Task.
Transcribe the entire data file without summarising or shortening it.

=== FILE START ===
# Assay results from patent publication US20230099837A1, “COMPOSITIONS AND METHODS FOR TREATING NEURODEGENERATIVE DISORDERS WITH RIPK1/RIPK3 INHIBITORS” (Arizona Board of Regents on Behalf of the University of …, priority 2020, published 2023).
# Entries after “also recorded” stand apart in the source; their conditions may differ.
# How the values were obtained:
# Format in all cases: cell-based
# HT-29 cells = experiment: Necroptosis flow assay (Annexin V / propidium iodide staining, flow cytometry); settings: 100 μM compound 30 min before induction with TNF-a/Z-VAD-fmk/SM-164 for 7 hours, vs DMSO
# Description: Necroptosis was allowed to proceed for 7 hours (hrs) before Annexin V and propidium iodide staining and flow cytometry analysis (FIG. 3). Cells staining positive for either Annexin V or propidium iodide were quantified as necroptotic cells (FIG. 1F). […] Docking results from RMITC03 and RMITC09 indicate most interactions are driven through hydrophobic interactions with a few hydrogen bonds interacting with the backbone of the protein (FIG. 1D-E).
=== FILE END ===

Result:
# Assay results from patent publication US20230099837A1, “COMPOSITIONS AND METHODS FOR TREATING NEURODEGENERATIVE DISORDERS WITH RIPK1/RIPK3 INHIBITORS” (Arizona Board of Regents on Behalf of the University of …, priority 2020, published 2023).
# Entries after “also recorded” stand apart in the source; their conditions may differ.
# How the values were obtained:
# Format in all cases: cell-based
# HT-29 cells = experiment: Necroptosis flow assay (Annexin V / propidium iodide staining, flow cytometry); settings: 100 μM compound 30 min before induction with TNF-a/Z-VAD-fmk/SM-164 for 7 hours, vs DMSO
# Description: Necroptosis was allowed to proceed for 7 hours (hrs) before Annexin V and propidium iodide staining and flow cytometry analysis (FIG. 3). Cells staining positive for either Annexin V or propidium iodide were quantified as necroptotic cells (FIG. 1F). […] Docking results from RMITC03 and RMITC09 indicate most interactions are driven through hydrophobic interactions with a few hydrogen bonds interacting with the backbone of the protein (FIG. 1D-E).